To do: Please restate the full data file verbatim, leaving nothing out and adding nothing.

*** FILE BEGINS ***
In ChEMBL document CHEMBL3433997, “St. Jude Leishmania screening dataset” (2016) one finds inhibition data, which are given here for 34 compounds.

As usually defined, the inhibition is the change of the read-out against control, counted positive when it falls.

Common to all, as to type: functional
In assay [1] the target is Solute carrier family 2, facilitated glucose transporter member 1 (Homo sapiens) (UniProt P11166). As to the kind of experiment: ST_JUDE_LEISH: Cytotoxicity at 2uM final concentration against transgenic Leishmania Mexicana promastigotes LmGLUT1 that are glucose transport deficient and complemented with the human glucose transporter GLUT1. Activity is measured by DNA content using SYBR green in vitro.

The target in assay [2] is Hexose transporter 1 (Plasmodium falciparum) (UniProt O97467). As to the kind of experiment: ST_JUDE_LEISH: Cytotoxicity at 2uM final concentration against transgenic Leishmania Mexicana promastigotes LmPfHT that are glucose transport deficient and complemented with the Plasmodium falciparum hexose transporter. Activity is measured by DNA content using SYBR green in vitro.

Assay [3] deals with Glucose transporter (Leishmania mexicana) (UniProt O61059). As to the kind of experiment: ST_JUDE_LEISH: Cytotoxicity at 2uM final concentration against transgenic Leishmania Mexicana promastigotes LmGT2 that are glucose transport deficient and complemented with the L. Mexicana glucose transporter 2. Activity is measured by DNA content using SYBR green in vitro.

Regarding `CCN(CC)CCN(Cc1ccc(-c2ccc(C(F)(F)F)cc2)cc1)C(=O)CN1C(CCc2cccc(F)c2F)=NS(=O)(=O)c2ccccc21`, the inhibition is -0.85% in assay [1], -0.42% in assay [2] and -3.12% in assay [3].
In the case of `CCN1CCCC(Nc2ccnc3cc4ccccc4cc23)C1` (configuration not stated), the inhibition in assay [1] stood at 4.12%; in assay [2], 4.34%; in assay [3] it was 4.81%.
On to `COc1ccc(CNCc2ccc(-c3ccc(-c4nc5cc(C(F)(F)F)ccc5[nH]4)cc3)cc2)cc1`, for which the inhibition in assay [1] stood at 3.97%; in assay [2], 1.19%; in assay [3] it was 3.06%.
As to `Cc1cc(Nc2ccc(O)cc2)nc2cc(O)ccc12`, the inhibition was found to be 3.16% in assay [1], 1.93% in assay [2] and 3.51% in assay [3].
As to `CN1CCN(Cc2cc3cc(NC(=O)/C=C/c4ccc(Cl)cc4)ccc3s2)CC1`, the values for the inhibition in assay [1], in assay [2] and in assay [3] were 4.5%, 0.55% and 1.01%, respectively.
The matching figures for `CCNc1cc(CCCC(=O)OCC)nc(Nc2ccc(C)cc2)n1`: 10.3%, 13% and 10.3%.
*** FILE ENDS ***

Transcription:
In ChEMBL document CHEMBL3433997, “St. Jude Leishmania screening dataset” (2016) one finds inhibition data, which are given here for 34 compounds.

As usually defined, the inhibition is the change of the read-out against control, counted positive when it falls.

Common to all, as to type: functional
In assay [1] the target is Solute carrier family 2, facilitated glucose transporter member 1 (Homo sapiens) (UniProt P11166). As to the kind of experiment: ST_JUDE_LEISH: Cytotoxicity at 2uM final concentration against transgenic Leishmania Mexicana promastigotes LmGLUT1 that are glucose transport deficient and complemented with the human glucose transporter GLUT1. Activity is measured by DNA content using SYBR green in vitro.

The target in assay [2] is Hexose transporter 1 (Plasmodium falciparum) (UniProt O97467). As to the kind of experiment: ST_JUDE_LEISH: Cytotoxicity at 2uM final concentration against transgenic Leishmania Mexicana promastigotes LmPfHT that are glucose transport deficient and complemented with the Plasmodium falciparum hexose transporter. Activity is measured by DNA content using SYBR green in vitro.

Assay [3] deals with Glucose transporter (Leishmania mexicana) (UniProt O61059). As to the kind of experiment: ST_JUDE_LEISH: Cytotoxicity at 2uM final concentration against transgenic Leishmania Mexicana promastigotes LmGT2 that are glucose transport deficient and complemented with the L. Mexicana glucose transporter 2. Activity is measured by DNA content using SYBR green in vitro.

Regarding `CCN(CC)CCN(Cc1ccc(-c2ccc(C(F)(F)F)cc2)cc1)C(=O)CN1C(CCc2cccc(F)c2F)=NS(=O)(=O)c2ccccc21`, the inhibition is -0.85% in assay [1], -0.42% in assay [2] and -3.12% in assay [3].
In the case of `CCN1CCCC(Nc2ccnc3cc4ccccc4cc23)C1` (configuration not stated), the inhibition in assay [1] stood at 4.12%; in assay [2], 4.34%; in assay [3] it was 4.81%.
On to `COc1ccc(CNCc2ccc(-c3ccc(-c4nc5cc(C(F)(F)F)ccc5[nH]4)cc3)cc2)cc1`, for which the inhibition in assay [1] stood at 3.97%; in assay [2], 1.19%; in assay [3] it was 3.06%.
As to `Cc1cc(Nc2ccc(O)cc2)nc2cc(O)ccc12`, the inhibition was found to be 3.16% in assay [1], 1.93% in assay [2] and 3.51% in assay [3].
As to `CN1CCN(Cc2cc3cc(NC(=O)/C=C/c4ccc(Cl)cc4)ccc3s2)CC1`, the values for the inhibition in assay [1], in assay [2] and in assay [3] were 4.5%, 0.55% and 1.01%, respectively.
The matching figures for `CCNc1cc(CCCC(=O)OCC)nc(Nc2ccc(C)cc2)n1`: 10.3%, 13% and 10.3%.